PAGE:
Our designs reflect clients’ brands in the best possible light. They communicate in a visual language that the target audience will understand and respond to. These primary considerations drive my creation of a design composition (comp). But, secondarily, I always push myself to create something that I feel excited about.
Some brands naturally are easier for me to connect with than others, but I find a connection in order to create something engaging. For example, when we recently created visual concepts for Waterwisp.com — an e-commerce website that sells fly-fishing flies and other related gear — I couldn’t really draw on personal experience; I’m not a fly-fisherman. But, ever since watching (and loving) “A River Runs Through It” as a kid, I’ve been able to relate to the motivation for getting out on a river at sunrise and being in nature, just enjoying the solitude it can offer.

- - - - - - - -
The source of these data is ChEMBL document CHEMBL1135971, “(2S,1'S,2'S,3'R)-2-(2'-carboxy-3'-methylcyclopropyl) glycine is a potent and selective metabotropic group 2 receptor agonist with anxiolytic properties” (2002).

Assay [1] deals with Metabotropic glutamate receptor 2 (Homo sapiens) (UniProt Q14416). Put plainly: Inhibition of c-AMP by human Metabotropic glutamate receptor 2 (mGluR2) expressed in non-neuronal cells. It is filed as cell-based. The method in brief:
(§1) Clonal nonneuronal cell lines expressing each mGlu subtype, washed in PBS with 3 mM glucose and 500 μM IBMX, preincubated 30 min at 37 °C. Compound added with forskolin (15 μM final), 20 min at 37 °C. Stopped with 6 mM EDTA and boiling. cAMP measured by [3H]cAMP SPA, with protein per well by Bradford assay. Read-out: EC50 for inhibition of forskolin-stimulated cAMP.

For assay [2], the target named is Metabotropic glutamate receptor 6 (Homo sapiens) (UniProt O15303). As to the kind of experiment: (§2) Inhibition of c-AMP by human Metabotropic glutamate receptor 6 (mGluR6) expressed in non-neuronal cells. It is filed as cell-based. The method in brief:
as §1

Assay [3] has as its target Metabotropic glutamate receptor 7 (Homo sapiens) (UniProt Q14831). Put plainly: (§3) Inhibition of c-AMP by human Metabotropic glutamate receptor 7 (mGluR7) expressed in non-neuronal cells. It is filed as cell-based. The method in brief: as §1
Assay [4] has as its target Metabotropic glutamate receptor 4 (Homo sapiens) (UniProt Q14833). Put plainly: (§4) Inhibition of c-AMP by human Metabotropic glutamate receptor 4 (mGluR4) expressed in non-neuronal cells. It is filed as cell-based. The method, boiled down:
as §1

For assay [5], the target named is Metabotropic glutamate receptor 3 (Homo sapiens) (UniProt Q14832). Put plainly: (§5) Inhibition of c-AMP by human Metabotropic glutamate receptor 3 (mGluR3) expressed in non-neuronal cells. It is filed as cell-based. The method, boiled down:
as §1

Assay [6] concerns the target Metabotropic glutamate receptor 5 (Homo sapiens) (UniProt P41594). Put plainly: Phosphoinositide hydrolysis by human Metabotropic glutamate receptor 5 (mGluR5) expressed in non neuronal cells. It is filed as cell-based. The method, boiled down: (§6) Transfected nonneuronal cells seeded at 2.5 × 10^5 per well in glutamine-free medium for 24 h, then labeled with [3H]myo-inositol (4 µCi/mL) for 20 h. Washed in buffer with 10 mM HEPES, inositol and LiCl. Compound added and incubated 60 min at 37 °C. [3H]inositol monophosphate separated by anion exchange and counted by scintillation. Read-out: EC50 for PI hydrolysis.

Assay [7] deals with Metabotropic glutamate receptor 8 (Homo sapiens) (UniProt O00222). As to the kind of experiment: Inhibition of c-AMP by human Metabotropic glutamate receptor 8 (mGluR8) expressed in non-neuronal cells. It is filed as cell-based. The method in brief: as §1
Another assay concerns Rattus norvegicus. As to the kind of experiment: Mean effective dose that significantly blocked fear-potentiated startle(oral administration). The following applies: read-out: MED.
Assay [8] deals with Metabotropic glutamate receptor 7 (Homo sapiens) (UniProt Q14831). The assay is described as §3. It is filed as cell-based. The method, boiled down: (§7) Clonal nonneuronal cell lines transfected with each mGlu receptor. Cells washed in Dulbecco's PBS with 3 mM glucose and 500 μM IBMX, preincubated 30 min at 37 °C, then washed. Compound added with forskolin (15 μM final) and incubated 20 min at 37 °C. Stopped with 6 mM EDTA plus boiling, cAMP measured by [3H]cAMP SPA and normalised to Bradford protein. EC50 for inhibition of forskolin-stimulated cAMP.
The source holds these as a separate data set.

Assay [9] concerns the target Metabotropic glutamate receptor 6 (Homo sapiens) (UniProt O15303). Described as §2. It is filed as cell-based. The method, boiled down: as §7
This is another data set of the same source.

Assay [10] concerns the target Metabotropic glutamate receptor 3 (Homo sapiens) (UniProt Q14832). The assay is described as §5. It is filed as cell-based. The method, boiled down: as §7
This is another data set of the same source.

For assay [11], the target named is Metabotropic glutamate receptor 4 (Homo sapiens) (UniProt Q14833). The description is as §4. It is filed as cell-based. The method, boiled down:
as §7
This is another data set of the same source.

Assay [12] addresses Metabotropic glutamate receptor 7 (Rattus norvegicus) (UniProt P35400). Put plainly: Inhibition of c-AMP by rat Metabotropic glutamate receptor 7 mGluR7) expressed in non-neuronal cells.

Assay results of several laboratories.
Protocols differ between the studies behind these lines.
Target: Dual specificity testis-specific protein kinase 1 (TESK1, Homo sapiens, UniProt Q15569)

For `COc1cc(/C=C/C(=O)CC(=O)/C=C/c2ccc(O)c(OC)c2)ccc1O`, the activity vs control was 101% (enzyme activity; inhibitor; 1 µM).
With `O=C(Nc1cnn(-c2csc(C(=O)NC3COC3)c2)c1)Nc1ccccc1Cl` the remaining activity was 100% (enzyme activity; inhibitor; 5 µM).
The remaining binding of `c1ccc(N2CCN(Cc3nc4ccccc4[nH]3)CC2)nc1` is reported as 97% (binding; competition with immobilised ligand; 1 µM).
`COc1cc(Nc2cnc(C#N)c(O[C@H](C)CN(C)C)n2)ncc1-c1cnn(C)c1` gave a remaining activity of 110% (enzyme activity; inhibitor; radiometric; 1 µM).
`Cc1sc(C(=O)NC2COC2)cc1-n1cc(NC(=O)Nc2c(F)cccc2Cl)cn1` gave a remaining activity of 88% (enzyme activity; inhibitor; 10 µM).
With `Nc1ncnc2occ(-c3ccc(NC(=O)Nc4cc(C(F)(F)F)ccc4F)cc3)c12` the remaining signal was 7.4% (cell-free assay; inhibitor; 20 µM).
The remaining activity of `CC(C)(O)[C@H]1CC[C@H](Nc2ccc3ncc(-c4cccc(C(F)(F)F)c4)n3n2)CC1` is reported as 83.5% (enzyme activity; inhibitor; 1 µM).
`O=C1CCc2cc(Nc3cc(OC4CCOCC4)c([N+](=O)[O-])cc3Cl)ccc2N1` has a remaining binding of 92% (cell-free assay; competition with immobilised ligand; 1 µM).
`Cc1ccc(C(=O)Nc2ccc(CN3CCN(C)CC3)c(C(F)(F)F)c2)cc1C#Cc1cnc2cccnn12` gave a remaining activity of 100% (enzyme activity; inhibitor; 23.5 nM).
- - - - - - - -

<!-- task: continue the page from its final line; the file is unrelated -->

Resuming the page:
So, I married those thoughts with the assumptions outlined in our Creative Brief, which included:
- Site Objectives: Driving sales of Waterwisp products, educating on tips/techniques, and community building
- Keywords: Top-notch, classy, premium quality, must-have, smart, approachable/accessible, innovative
- Audience Demographics: Wealthy fly-fishermen, avid fly-fishermen, and retailers/dealers
- Differentiators: The hook sits above the water rather than on the water, thus making the fly look more like a real insect.
- Top Execution Consideration: The fly should be the most important visual element.
Below is a screenshot of their existing site:
Here is the I took for the homepage. Please click on the image to view at full resolution.
It’s great to see how some initial conversations and assumptive brainstorming can lead to a more sophisticated visual concept that would elevate Waterwisp’s brand to another level. And, when coupled with targeted marketing strategy we provide, we’re destined to catch some bigger fish for this fly-fishing industry leader. (Predictable pun intended.)